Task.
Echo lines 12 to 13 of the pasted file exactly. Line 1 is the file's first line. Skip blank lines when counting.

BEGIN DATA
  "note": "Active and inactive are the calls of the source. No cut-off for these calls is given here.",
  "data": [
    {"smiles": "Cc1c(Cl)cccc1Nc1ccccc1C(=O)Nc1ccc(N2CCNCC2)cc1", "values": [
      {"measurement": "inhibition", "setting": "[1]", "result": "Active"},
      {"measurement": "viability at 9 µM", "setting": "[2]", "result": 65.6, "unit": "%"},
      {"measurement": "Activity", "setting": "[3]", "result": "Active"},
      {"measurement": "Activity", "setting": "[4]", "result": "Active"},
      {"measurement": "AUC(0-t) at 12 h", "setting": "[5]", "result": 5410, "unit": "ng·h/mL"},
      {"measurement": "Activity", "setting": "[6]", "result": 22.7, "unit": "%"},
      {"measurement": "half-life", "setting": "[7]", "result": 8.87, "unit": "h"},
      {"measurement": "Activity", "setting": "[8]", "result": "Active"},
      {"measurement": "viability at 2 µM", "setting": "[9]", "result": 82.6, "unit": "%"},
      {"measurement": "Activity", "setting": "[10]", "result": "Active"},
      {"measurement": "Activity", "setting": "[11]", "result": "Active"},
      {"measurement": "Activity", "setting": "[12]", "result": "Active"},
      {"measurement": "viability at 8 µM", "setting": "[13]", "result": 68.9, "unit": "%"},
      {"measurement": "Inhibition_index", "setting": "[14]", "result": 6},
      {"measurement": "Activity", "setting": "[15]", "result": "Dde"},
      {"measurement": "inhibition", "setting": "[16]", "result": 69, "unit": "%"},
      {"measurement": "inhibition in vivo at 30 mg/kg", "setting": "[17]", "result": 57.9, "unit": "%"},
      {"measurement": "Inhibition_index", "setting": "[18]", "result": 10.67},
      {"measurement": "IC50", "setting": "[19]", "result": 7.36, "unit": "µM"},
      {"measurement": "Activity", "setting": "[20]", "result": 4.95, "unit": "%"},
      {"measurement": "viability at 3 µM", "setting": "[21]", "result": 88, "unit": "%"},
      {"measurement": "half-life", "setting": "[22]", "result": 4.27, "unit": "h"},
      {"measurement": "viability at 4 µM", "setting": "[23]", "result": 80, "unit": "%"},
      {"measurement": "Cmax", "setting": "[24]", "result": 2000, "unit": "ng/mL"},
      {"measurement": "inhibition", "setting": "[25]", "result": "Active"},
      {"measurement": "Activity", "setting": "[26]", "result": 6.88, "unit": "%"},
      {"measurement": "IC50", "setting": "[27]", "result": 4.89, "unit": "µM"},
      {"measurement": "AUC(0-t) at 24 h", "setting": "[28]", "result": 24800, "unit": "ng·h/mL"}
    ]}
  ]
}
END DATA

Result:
      {"measurement": "viability at 2 µM", "setting": "[9]", "result": 82.6, "unit": "%"},
      {"measurement": "Activity", "setting": "[10]", "result": "Active"},